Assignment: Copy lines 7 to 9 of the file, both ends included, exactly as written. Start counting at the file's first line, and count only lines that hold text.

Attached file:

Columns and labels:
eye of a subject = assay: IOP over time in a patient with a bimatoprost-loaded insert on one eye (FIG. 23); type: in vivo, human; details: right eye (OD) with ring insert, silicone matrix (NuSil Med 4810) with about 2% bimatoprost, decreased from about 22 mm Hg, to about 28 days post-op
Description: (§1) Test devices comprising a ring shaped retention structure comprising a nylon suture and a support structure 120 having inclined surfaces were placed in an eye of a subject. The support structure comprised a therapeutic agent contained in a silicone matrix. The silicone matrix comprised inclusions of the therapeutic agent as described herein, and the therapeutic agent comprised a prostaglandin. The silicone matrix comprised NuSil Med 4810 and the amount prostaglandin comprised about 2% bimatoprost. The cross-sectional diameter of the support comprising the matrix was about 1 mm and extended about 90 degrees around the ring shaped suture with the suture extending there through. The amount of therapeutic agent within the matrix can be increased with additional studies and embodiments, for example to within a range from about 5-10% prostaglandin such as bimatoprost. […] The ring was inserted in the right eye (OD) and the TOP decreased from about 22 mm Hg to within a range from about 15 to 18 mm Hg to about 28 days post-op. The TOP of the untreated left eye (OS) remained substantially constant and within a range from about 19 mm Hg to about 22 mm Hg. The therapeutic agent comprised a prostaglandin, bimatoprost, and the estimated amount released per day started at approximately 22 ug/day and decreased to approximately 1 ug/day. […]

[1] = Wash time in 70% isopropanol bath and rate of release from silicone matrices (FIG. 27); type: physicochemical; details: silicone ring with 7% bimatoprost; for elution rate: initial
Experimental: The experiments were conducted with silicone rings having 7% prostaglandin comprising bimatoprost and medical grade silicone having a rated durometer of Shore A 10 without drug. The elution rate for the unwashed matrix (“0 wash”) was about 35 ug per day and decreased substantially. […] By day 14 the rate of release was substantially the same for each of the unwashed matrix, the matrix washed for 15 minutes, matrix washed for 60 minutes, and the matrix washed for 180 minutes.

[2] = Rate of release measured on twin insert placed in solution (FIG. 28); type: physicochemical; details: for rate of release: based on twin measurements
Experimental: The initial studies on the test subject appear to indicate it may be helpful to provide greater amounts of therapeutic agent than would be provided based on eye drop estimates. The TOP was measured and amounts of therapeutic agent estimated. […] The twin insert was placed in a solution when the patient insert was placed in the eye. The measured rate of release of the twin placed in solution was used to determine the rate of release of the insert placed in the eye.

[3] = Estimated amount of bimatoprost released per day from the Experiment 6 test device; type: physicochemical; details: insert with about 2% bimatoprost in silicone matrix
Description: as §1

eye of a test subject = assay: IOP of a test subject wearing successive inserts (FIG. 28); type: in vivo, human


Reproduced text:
Experimental: The initial studies on the test subject appear to indicate it may be helpful to provide greater amounts of therapeutic agent than would be provided based on eye drop estimates. The TOP was measured and amounts of therapeutic agent estimated. […] The twin insert was placed in a solution when the patient insert was placed in the eye. The measured rate of release of the twin placed in solution was used to determine the rate of release of the insert placed in the eye.

[3] = Estimated amount of bimatoprost released per day from the Experiment 6 test device; type: physicochemical; details: insert with about 2% bimatoprost in silicone matrix
Description: as §1